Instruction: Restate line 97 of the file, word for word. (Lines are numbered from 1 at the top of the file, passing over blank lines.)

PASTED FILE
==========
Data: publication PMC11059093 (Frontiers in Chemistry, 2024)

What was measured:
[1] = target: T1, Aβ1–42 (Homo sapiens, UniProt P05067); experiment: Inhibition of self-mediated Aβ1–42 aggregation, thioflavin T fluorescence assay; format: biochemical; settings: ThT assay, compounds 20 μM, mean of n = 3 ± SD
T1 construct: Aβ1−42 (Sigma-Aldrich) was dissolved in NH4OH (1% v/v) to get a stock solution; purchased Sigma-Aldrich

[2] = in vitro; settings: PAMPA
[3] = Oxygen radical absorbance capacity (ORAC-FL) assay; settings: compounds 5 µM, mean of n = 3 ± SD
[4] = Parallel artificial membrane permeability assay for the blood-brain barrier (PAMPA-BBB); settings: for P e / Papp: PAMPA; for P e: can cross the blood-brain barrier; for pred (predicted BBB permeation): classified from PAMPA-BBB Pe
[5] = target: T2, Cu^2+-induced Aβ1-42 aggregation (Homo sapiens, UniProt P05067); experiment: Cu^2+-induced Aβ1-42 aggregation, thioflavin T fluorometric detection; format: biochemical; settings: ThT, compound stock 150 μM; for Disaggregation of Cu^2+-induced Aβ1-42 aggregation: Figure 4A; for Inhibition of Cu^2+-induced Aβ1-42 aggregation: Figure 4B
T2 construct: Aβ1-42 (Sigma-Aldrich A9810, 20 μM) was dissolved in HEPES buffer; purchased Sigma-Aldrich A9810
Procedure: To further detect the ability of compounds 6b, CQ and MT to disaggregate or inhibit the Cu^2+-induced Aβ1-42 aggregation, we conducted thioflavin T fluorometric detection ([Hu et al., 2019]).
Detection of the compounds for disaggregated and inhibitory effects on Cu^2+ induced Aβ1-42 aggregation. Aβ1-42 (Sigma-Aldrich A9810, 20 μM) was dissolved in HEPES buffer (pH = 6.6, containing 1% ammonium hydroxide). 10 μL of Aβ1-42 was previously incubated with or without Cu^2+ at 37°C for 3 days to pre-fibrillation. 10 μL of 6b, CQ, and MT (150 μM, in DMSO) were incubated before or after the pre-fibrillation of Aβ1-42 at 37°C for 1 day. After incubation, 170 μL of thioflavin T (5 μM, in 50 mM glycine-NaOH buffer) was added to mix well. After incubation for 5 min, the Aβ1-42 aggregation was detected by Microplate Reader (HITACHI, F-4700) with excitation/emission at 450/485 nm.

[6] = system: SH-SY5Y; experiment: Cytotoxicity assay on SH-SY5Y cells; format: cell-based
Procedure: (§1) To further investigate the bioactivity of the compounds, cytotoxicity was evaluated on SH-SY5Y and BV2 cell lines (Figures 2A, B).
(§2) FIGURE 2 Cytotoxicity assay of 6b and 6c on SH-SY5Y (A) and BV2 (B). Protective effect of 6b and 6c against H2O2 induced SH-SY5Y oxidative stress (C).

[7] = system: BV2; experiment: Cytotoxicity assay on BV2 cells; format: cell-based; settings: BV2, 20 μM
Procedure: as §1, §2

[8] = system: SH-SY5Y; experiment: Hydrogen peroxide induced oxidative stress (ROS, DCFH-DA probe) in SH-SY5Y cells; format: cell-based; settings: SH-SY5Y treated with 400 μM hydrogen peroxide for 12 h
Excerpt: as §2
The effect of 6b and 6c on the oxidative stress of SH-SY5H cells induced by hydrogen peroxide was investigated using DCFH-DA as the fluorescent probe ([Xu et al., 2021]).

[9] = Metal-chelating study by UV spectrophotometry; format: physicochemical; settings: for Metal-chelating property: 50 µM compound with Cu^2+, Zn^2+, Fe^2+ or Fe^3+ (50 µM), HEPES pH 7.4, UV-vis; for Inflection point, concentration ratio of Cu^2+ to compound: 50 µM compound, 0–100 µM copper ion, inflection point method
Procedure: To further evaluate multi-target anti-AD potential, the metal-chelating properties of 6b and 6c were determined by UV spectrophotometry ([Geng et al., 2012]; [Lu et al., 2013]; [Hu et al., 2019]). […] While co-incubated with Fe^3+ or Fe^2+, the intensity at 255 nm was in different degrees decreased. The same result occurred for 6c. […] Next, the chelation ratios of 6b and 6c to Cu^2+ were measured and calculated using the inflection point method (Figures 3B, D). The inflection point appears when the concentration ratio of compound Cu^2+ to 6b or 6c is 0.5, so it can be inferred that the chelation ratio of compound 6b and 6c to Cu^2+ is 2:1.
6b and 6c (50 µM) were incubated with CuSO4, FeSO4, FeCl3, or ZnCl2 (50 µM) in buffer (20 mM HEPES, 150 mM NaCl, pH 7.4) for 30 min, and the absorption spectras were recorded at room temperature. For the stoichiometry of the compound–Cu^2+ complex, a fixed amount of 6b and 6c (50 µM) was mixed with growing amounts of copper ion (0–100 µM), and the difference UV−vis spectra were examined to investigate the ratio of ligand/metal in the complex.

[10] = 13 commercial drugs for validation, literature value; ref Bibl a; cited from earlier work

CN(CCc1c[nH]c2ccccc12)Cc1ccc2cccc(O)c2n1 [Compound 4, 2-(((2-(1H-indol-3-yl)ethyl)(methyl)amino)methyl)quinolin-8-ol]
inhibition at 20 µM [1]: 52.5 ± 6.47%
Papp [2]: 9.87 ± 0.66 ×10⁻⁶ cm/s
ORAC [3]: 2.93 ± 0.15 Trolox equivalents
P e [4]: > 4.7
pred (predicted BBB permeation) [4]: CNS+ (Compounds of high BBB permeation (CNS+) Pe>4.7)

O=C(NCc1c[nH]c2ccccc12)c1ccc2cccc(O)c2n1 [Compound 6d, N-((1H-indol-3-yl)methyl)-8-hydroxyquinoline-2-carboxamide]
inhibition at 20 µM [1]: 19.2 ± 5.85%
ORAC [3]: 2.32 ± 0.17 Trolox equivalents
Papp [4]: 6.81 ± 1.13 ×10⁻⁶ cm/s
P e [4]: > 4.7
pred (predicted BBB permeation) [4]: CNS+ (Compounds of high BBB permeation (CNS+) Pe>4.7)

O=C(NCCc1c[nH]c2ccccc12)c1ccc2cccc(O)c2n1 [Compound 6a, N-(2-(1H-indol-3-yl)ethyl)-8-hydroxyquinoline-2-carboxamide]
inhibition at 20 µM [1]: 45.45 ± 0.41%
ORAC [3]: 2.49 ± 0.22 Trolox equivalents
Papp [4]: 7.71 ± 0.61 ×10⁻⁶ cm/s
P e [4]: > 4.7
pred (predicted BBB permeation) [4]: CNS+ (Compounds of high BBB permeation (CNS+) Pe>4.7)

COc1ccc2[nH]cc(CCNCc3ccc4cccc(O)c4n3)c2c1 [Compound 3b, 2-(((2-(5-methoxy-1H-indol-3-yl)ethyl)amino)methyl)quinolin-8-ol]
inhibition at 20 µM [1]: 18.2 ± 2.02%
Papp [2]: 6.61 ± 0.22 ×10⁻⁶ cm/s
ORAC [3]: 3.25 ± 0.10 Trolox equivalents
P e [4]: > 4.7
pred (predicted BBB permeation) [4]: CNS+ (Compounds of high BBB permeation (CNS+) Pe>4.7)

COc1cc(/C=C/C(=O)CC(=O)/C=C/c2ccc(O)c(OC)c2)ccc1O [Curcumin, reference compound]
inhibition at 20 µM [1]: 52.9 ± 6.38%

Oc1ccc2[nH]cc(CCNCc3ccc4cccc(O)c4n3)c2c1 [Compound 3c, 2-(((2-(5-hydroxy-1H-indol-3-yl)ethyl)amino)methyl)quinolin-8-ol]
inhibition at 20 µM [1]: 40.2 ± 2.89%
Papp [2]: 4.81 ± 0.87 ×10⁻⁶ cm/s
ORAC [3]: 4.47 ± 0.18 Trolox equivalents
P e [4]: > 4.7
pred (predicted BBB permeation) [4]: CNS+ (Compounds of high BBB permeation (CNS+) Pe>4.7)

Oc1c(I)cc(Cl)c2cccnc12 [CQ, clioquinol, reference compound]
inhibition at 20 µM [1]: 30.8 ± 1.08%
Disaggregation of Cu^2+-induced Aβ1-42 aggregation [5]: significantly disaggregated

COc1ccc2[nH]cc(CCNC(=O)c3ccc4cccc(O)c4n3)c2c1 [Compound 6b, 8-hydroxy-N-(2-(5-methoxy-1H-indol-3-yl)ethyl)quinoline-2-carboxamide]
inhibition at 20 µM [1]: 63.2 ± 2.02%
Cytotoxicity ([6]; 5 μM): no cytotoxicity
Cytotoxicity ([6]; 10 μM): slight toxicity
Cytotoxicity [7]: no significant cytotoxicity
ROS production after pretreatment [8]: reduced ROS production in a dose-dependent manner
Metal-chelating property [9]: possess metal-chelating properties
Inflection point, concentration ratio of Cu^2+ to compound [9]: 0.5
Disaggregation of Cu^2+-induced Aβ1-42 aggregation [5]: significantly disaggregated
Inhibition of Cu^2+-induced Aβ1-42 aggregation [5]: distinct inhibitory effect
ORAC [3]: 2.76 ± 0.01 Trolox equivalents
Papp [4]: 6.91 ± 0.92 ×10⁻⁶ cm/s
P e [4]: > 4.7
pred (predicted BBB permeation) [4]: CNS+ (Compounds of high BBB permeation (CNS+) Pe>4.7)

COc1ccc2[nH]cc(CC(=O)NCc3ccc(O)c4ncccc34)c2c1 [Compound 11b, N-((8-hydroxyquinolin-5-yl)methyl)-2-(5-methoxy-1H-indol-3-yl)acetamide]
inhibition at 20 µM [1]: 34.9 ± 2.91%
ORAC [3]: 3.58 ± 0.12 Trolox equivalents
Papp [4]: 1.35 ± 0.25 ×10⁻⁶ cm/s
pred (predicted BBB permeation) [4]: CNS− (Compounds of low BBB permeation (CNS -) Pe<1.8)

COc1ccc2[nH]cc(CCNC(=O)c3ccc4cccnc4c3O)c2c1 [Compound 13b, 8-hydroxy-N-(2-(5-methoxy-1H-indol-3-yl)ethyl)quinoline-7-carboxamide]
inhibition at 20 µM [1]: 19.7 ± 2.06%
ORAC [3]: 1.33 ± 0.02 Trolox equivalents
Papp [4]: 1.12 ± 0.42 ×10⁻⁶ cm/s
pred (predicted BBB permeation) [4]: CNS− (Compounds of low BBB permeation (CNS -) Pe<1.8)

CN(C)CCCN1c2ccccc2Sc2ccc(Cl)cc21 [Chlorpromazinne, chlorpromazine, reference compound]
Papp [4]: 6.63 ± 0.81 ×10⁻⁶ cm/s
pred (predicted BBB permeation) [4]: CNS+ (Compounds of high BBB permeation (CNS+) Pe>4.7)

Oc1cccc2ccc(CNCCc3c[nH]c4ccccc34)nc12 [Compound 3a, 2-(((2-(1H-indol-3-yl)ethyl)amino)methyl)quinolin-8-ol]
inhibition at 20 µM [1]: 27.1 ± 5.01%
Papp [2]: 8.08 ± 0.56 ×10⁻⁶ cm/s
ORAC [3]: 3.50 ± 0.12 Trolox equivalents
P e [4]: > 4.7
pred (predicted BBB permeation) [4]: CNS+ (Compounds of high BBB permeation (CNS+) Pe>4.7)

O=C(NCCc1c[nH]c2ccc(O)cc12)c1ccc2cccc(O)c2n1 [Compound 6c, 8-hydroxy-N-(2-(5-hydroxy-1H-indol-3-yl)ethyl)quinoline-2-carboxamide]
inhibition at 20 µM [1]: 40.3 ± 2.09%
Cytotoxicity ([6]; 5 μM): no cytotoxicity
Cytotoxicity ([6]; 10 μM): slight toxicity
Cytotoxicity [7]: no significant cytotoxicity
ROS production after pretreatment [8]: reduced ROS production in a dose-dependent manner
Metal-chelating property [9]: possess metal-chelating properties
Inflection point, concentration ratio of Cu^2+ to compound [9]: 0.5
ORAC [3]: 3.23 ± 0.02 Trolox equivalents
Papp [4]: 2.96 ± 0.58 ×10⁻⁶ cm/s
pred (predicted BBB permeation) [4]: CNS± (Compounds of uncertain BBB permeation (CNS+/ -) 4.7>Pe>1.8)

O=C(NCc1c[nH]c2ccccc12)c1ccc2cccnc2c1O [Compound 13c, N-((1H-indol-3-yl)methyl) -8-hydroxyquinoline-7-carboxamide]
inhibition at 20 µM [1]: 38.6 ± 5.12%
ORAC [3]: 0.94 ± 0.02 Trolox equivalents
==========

ROS production after pretreatment [8]: reduced ROS production in a dose-dependent manner